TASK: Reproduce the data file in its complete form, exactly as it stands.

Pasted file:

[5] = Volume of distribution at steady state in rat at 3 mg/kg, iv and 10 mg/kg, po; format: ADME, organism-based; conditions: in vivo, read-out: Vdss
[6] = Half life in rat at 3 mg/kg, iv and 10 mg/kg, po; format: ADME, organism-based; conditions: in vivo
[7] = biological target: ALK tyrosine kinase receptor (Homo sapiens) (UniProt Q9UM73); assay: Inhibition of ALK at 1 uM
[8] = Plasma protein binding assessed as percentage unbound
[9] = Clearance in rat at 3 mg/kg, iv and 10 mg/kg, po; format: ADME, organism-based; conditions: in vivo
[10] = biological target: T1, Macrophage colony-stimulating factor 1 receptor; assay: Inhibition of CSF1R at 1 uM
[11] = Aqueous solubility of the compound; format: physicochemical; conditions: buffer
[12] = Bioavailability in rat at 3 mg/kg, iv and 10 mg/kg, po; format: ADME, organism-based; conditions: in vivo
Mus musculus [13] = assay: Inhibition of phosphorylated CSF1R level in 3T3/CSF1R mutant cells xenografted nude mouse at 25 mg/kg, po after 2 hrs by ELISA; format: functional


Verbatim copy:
[5] = Volume of distribution at steady state in rat at 3 mg/kg, iv and 10 mg/kg, po; format: ADME, organism-based; conditions: in vivo, read-out: Vdss
[6] = Half life in rat at 3 mg/kg, iv and 10 mg/kg, po; format: ADME, organism-based; conditions: in vivo
[7] = biological target: ALK tyrosine kinase receptor (Homo sapiens) (UniProt Q9UM73); assay: Inhibition of ALK at 1 uM
[8] = Plasma protein binding assessed as percentage unbound
[9] = Clearance in rat at 3 mg/kg, iv and 10 mg/kg, po; format: ADME, organism-based; conditions: in vivo
[10] = biological target: T1, Macrophage colony-stimulating factor 1 receptor; assay: Inhibition of CSF1R at 1 uM
[11] = Aqueous solubility of the compound; format: physicochemical; conditions: buffer
[12] = Bioavailability in rat at 3 mg/kg, iv and 10 mg/kg, po; format: ADME, organism-based; conditions: in vivo
Mus musculus [13] = assay: Inhibition of phosphorylated CSF1R level in 3T3/CSF1R mutant cells xenografted nude mouse at 25 mg/kg, po after 2 hrs by ELISA; format: functional